The overall architecture of the proposed model is presented in Fig. 1. The feature map (mathbf{x}in {R}^{Htimes Wtimes C}) extracted by placing the panoramic image into ResNet50 was used as the input patch for the transformer, where ((H, W)) are the height and width of the feature map, respectively, and (C) is the number of channels. We define (HW(=N)) as the total number of patches because each pixel in the feature map is considered a separate patch.

Figure 1
figure 1

Proposed architecture of age estimation model.

To retain the positional information of the extracted feature map, we add a trainable positional encoding ({{varvec{x}}}_{{varvec{p}}{varvec{o}}{varvec{s}}}in {R}^{(N+1)times C}) to the sequence of feature patch: ({varvec{z}}=[{x}_{reg};{x}_{1};{x}_{2};…;{x}_{N}]+{{varvec{x}}}_{{varvec{p}}{varvec{o}}{varvec{s}}}) where ({x}_{reg}in {R}^{C}) is trainable regression token, and ({x}_{i}) is (i) th patch of the feature map.

Then, the ({varvec{z}}) is entered into the transformer encoder blocks composed of the layer norm (LN)28, multi-head self-attention (MSA)23,27, and multilayer perceptron (MLP), which contains two linear layers with a Gaussian Error Linear Unit (GELU) function. The transformer encoder process is as follows:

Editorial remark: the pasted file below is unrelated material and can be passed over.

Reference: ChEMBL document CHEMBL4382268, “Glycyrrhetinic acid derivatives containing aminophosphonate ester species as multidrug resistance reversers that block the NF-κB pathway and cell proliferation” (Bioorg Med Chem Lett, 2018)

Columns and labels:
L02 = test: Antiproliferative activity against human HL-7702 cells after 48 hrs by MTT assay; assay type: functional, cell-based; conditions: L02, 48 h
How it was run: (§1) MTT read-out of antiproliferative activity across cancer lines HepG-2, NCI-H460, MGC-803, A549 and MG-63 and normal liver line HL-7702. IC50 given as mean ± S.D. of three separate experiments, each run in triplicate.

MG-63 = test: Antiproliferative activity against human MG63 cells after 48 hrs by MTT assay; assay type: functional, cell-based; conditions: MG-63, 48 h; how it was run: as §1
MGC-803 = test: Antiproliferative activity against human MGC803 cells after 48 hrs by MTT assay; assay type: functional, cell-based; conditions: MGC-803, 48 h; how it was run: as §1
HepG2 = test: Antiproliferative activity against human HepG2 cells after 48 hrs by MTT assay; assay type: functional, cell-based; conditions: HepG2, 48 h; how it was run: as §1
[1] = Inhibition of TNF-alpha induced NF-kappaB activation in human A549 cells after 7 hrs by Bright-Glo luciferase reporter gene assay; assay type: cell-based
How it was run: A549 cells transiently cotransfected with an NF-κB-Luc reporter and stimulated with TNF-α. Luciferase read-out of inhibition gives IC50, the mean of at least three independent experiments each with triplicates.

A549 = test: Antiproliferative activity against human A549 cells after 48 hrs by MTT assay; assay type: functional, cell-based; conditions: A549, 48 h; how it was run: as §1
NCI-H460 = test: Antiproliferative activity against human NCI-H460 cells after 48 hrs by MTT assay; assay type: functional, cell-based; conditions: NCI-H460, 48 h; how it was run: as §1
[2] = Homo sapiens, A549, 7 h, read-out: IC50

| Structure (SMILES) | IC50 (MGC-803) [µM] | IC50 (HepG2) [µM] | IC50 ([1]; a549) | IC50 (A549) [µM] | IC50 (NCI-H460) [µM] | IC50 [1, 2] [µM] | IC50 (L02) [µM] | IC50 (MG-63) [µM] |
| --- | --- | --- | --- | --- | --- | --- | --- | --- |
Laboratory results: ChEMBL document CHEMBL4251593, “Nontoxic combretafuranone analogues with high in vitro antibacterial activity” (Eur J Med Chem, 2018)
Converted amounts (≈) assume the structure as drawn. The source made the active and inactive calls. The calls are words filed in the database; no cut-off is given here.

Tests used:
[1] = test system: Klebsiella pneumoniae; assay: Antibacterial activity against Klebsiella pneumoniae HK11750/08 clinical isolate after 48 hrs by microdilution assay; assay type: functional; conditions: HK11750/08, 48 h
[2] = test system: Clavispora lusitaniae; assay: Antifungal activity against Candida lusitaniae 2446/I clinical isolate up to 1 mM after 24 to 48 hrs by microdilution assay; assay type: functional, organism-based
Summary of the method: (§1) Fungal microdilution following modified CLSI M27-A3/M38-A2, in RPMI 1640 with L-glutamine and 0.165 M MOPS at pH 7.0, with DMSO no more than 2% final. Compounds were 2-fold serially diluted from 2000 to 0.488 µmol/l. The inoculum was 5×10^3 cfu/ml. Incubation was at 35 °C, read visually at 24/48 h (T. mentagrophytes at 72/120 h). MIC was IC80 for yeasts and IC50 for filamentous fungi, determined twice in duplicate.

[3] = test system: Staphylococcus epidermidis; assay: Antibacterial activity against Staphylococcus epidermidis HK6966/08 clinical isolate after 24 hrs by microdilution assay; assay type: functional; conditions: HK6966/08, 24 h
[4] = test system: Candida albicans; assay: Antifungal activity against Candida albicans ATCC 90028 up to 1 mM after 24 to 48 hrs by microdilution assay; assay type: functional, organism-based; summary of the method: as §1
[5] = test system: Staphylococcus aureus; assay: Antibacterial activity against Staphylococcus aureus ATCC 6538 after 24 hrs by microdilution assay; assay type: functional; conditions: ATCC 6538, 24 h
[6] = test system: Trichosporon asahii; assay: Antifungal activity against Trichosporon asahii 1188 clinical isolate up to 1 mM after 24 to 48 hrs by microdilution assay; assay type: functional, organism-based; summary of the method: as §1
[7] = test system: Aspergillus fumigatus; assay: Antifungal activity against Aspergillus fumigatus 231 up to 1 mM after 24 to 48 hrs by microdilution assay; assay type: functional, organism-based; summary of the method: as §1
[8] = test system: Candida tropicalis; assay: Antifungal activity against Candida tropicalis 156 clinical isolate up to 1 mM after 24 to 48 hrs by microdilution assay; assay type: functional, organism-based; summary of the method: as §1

$$overline{z}^{l} = MSAleft( {LNleft( {z^{l} } right)} right) + z^{l} ,{ }l = 1,2, ldots ,L$$

$$z^{l + 1} = MLPleft( {LNleft( {overline{z}^{l} } right)} right) + overline{z}^{l} ,{ }l = 1,2, ldots ,L$$

where (l) denotes the (l) th transformer encoder block. Finally, we estimated the age from the regression head using ({z}_{reg}^{L+1}).

Learning details

To train the model efficiently, we employed transfer learning, which aids in overcoming weak inductive bias and improving accuracy. That is, we initially set the parameters of the models using weights pre-trained using ImageNet21k and then fine-tuned using our panoramic-image dataset. The models were trained with a stochastic gradient descent (SGD) optimizer with a momentum of 0.9, learning rate of 0.01, and batch size of 16; for 100 epochs, the objective function was the mean absolute error (MAE). After training on the training set at every epoch, we performed an evaluation using the validation set. When the training was completed, the weight parameter of the model with the best MAE in the validation set was stored.

Ethical approval and informed consent

This study was conducted in accordance with the guidelines of the World Medical Association Helsinki Declaration for Biomedical Research Involving Human Subjects. It was approved by the Institutional Review Board of Daejeon Dental Hospital, Wonkwang University (W2304/003-001). Owing to the non-interventional retrospective design of this study and because all data were analyzed anonymously, the IRB waived the need for individual informed consent, either written or verbal, from the participants.